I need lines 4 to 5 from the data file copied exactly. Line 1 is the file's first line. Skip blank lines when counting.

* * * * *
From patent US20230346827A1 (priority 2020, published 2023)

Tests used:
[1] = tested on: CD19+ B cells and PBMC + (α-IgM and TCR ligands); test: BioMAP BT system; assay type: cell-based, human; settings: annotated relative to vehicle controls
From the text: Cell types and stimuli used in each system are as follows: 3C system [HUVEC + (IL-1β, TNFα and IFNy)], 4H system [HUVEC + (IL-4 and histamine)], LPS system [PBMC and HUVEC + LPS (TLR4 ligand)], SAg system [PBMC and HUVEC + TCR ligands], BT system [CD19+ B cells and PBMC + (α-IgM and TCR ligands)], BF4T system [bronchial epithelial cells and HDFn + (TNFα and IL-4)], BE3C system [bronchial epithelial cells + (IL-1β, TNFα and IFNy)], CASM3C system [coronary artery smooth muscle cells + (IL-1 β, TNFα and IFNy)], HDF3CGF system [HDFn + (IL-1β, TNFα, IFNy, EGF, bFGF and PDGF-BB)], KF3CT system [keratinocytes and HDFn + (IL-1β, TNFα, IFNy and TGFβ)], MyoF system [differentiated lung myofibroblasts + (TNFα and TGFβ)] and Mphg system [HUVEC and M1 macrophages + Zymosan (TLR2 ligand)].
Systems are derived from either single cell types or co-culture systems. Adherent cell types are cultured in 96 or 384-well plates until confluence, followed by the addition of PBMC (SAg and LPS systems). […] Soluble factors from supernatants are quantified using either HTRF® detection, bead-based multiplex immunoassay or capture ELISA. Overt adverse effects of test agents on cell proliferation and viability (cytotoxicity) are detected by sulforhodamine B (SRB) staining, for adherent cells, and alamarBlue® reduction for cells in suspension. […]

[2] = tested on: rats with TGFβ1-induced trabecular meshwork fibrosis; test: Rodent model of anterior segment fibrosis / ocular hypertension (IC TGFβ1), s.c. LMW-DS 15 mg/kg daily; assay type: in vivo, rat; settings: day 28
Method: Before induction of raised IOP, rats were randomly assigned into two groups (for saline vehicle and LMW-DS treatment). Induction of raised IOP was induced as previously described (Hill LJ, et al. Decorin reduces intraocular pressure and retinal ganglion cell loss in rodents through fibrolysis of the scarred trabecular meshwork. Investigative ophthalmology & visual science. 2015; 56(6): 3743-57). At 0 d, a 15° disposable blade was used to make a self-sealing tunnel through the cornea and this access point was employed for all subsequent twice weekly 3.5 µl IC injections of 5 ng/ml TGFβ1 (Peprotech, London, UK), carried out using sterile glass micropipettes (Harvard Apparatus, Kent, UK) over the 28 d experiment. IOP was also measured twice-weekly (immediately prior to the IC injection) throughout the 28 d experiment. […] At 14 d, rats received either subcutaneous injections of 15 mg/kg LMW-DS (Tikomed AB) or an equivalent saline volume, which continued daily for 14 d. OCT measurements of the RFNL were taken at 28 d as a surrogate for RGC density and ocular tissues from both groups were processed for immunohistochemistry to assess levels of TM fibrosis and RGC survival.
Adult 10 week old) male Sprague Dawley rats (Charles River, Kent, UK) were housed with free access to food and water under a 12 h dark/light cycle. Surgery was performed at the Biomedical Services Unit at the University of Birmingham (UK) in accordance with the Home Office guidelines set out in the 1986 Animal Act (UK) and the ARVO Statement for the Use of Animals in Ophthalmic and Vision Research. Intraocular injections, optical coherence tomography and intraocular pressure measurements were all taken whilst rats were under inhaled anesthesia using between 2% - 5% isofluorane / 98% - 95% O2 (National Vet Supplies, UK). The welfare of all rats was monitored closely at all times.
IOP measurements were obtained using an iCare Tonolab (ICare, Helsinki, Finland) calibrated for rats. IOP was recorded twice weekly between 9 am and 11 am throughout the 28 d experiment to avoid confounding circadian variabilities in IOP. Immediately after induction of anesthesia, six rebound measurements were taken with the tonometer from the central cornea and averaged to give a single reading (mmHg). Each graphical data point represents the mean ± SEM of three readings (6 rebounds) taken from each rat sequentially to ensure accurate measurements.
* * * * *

From the text: Cell types and stimuli used in each system are as follows: 3C system [HUVEC + (IL-1β, TNFα and IFNy)], 4H system [HUVEC + (IL-4 and histamine)], LPS system [PBMC and HUVEC + LPS (TLR4 ligand)], SAg system [PBMC and HUVEC + TCR ligands], BT system [CD19+ B cells and PBMC + (α-IgM and TCR ligands)], BF4T system [bronchial epithelial cells and HDFn + (TNFα and IL-4)], BE3C system [bronchial epithelial cells + (IL-1β, TNFα and IFNy)], CASM3C system [coronary artery smooth muscle cells + (IL-1 β, TNFα and IFNy)], HDF3CGF system [HDFn + (IL-1β, TNFα, IFNy, EGF, bFGF and PDGF-BB)], KF3CT system [keratinocytes and HDFn + (IL-1β, TNFα, IFNy and TGFβ)], MyoF system [differentiated lung myofibroblasts + (TNFα and TGFβ)] and Mphg system [HUVEC and M1 macrophages + Zymosan (TLR2 ligand)].
Systems are derived from either single cell types or co-culture systems. Adherent cell types are cultured in 96 or 384-well plates until confluence, followed by the addition of PBMC (SAg and LPS systems). […] Soluble factors from supernatants are quantified using either HTRF® detection, bead-based multiplex immunoassay or capture ELISA. Overt adverse effects of test agents on cell proliferation and viability (cytotoxicity) are detected by sulforhodamine B (SRB) staining, for adherent cells, and alamarBlue® reduction for cells in suspension. […]